To show what you can do with this information, here are two interesting charts that may be of particular interest to Anaheim Ducks and Nashville Predators fans:

getzlaf_web
ribeiro_web

Ryan Getzlaf, an approximately average overall face-off taker, has consistently shown an ability to win more of his face-offs against opponents who shoot right-handed — a bias that has persisted as his performance has slightly improved each of the past four years.

On the bottom, Mike Ribeiro‘s overall face-off numbers display his struggles, but one of the key reasons behind them may have gone unnoticed until now. Ribeiro goes from merely mediocre against left-handed shooters (who take about 63% of the NHL’s face-offs, but that’s a topic for another day) to downright awful against right-handed shooters, and this spread is consistent across all four years that are currently in my database.

Most players do not display such a wide disparity in their performance, and in fact for most any bias they did have would be overwhelmed by the simple random variation that occurs in year-to-year face-off data. But there appear to be some, like Getzlaf and Ribeiro, for whom the handedness of their face-off opponents does matter, and this will help in unearthing such cases.

Below are splits (FO% vs. left-handed minus FO% vs. right-handed) for the 52 players who have taken at least 100 face-offs against both right- and left-handed opponents every season since 2011-12. I ordered them by increasing standard deviation, so the players towards the top are the ones with the most consistent splits across the four years.

Player 2014-15 2013-14 2012-13 2011-12 Average Std.dev.
Adam Henrique 4.0 3.8 3.9 2.6 3.6 0.7
Claude Giroux 0.5 -0.3 0.8 -1.7 -0.2 1.1
Nicklas Backstrom 5.7 2.2 3.7 3.0 3.7 1.5
Ryan Getzlaf -8.7 -9.0 -7.5 -5.6 -7.7 1.5
Antoine Vermette -2.0 -3.6 -4.8 -1.1 -2.9 1.6
Mike Ribeiro 10.2 9.3 8.9 12.6 10.3 1.7
Henrik Zetterberg 1.8 -1.0 3.5 0.6 1.2 1.9
Mike Richards 2.5 -2.4 -0.8 -0.8 -0.4 2.1
Jay McClement -2.8 -1.4 -4.7 -6.2 -3.8 2.1
Jarret Stoll 5.1 3.1 1.2 0.1 2.4 2.2
Sidney Crosby -3.7 1.0 0.0 -2.7 -1.4 2.2
Eric Staal -3.3 -4.5 0.0 -0.1 -2.0 2.3
Paul Gaustad -0.1 4.3 4.8 1.6 2.7 2.3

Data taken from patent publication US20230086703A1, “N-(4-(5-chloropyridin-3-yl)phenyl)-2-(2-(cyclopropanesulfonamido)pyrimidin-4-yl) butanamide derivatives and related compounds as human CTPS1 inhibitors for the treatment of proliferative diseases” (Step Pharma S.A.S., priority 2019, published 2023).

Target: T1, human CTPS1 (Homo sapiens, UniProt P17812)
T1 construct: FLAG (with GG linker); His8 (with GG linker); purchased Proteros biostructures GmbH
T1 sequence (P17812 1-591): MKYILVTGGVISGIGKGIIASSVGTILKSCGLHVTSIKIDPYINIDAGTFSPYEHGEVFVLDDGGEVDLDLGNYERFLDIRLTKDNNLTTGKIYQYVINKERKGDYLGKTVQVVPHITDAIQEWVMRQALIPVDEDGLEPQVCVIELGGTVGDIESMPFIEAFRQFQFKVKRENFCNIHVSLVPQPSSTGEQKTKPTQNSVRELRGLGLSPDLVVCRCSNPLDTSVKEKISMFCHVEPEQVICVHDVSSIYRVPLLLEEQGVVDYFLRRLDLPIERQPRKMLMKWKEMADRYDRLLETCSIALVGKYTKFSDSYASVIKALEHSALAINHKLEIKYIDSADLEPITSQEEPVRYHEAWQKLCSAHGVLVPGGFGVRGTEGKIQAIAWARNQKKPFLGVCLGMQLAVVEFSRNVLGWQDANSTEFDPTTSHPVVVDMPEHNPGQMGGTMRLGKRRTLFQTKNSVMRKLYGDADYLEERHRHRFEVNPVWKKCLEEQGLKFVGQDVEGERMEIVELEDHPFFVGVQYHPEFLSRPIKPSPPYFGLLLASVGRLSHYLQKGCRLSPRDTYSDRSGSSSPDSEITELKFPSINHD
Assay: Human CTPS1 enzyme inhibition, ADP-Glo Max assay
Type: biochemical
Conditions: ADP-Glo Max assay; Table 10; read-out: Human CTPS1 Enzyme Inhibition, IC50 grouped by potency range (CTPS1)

David Desharnais -2.8 -1.8 2.8 -0.7 -0.6 2.4
Mikko Koivu -3.1 -2.0 -2.4 2.7 -1.2 2.6
Nate Thompson 4.9 5.0 4.4 -0.8 3.4 2.8
Ryan O’Reilly 0.4 -3.4 2.0 3.2 0.6 2.9
Paul Stastny -6.6 -5.4 -12.0 -7.5 -7.9 2.9
Martin Hanzal 4.3 -0.1 -2.4 2.4 1.1 2.9
Tomas Plekanec -2.7 -1.0 -4.0 -7.9 -3.9 2.9
Sean Couturier 1.2 1.7 -4.8 -1.0 -0.7 3.0
Brandon Sutter -2.6 -5.9 1.4 -1.4 -2.1 3.0
Tyler Bozak -1.4 -2.5 -7.4 -7.0 -4.6 3.1
Sam Gagner 1.1 -4.2 -0.4 3.3 -0.1 3.2
Vernon Fiddler -2.0 0.2 4.8 3.9 1.7 3.2
Brian Boyle 2.4 -5.1 -3.3 -1.4 -1.9 3.2
Derek Stepan 0.4 0.5 7.1 5.1 3.3 3.4
Joe Pavelski -9.3 -3.6 -3.1 -9.4 -6.4 3.5
David Backes 4.1 -3.4 0.7 4.4 1.5 3.6
Patrice Bergeron -2.5 3.6 6.5 1.6 2.3 3.8
Brad Richards -5.7 -9.1 0.0 -3.3 -4.5 3.8
Jonathan Toews -3.3 -1.1 2.5 5.9 1.0 4.0
Kyle Turris 4.0 -2.9 -6.2 0.9 -1.1 4.4
Derick Brassard 8.1 0.0 -1.4 -0.8 1.5 4.5
Joe Thornton 2.6 -6.0 -2.4 3.6 -0.6 4.5
Boyd Gordon 5.0 -6.4 -0.2 0.2 -0.4 4.7
John Tavares 0.5 0.4 9.9 7.0 4.5 4.8
Bryan Little -3.8 0.3 -9.5 1.1 -3.0 4.9
Steven Stamkos 1.2 3.4 11.8 1.8 4.6 4.9
Logan Couture 5.5 0.8 8.2 12.6 6.8 4.9
Gregory Campbell -4.4 7.6 5.0 1.2 2.4 5.2
Ryan Nugent-Hopkins 7.1 -5.7 -1.6 -2.2 -0.6 5.4
Henrik Sedin 6.7 1.5 -6.9 0.1 0.4 5.6
Matt Duchene 3.7 -2.3 7.0 -5.6 0.7 5.7
Pavel Datsyuk -14.0 1.4 -4.0 -3.2 -5.0 6.5
David Legwand 11.3 -2.0 2.1 -3.1 2.1 6.5
Marcus Kruger 13.8 -0.1 -1.1 4.1 4.2 6.8
Frans Nielsen 12.4 -3.9 -4.9 1.1 1.2 7.9
Anze Kopitar -11.6 4.1 6.2 2.4 0.3 8.1
Chris Kelly -18.4 -11.6 -6.1 1.4 -8.7 8.4
Valtteri Filppula 0.2 0.9 -7.0 14.8 2.2 9.1
Cody Hodgson -17.6 1.7 8.2 6.2 -0.4 11.8


Photo credit: mrlaugh@flickr